The associations between radiological and neurological findings of degenerative cervical myelopathy: radiological analysis based on kinematic CT myelography and evoked potentials of the spinal cord

Masahiro Funaba MD, PhD1, Yasuaki Imajo MD, PhD1, Hidenori Suzuki MD, PhD1, Norihiro Nishida MD, PhD1, Yuji Nagao MD, PhD1, Takuya Sakamoto MD1, Kazuhiro Fujimoto MD, PhD1, and Takashi Sakai MD, PhD1
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  • 1 Department of Orthopedic Surgery, Yamaguchi University Graduate School of Medicine, Yamaguchi, Japan
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OBJECTIVE

Neurological and imaging findings play significant roles in the diagnosis of degenerative cervical myelopathy (DCM). Consistency between neurological and imaging findings is important for diagnosing DCM. The reasons why neurological findings exhibit varying sensitivity for DCM and their associations with radiological findings are unclear. This study aimed to identify associations between radiological parameters and neurological findings in DCM and elucidate the utility of concordance between imaging and neurological findings for diagnosing DCM.

METHODS

One hundred twenty-one patients with DCM were enrolled. The Japanese Orthopaedic Association (JOA) score, radiological parameters, MRI and kinematic CT myelography (CTM) parameters, and the affected spinal level (according to multimodal spinal cord evoked potential examinations) were assessed. Kinematic CTM was conducted with neutral positioning or at maximal extension or flexion of the cervical spine. The cross-sectional area (CSA) of the spinal cord, dynamic change in the CSA, C2–7 range of motion, and C2–7 angle were measured. The associations between radiological parameters and hyperreflexia, the Hoffmann reflex, the Babinski sign, and positional sense were analyzed via multiple logistic regression analysis.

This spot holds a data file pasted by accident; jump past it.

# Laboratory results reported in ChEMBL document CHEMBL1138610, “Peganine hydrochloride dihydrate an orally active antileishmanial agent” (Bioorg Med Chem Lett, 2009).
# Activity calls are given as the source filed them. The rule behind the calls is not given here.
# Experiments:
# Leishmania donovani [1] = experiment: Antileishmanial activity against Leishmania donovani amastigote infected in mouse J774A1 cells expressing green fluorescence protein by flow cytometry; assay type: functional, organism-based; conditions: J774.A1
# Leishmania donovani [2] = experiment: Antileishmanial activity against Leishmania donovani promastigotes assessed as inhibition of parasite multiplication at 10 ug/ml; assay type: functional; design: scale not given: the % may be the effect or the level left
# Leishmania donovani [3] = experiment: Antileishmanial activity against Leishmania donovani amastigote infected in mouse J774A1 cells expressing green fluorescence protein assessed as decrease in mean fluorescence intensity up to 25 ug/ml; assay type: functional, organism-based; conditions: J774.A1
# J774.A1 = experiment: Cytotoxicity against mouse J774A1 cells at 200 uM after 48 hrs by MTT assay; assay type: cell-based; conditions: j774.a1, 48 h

RESULTS

In univariate analyses, the upper- and lower-limb JOA scores were found to be significantly associated with a positive Hoffmann reflex and a positive Babinski sign, respectively. In the multivariate analysis, a positive Hoffmann reflex was associated with a higher MRI grade (p = 0.026, OR 2.23) and a responsible level other than C6–7 (p = 0.0017, OR 0.061). A small CSA during flexion was found to be significantly associated with a positive Babinski sign (p = 0.021, OR 0.90). The presence of ossification of the posterior longitudinal ligament (p = 0.0045, OR 0.31) and a larger C2–7 angle during flexion (p = 0.01, OR 0.89) were significantly associated with abnormal great toe proprioception (GTP).

CONCLUSIONS

This study found that the Hoffmann reflex is associated with chronic and severe spinal cord compression but not the dynamic factors. The Babinski sign is associated with severe spinal cord compression during neck flexion. The GTP is associated with large cervical lordosis. These imaging features can help us understand the characteristics of the neurological findings.

ABBREVIATIONS

ATR = Achilles tendon reflex; CSA = cross-sectional area; CSAE = CSA in extension; CSAF = CSA in flexion; CSAN = CSA in the neutral position; CSM = cervical spondylotic myelopathy; CTM = CT myelography; DCM = degenerative cervical myelopathy; GTP = great toe proprioception; JOA = Japanese Orthopaedic Association; MN = median nerve; OPLL = ossification of the posterior longitudinal ligament; PTR = patellar tendon reflex; ROM = range of motion; SCEP = spinal cord evoked potential; SVA = sagittal vertical axis; TCE = transcranial electrically evoked; UN = ulnar nerve.

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Contributor Notes

Correspondence Masahiro Funaba: Yamaguchi University Graduate School of Medicine, Yamaguchi, Japan. funa51.mf@gmail.com.

INCLUDE WHEN CITING Published online July 9, 2021; DOI: 10.3171/2020.11.SPINE201626.

Disclosures The authors report no conflict of interest concerning the materials or methods used in this study or the findings specified in this paper.

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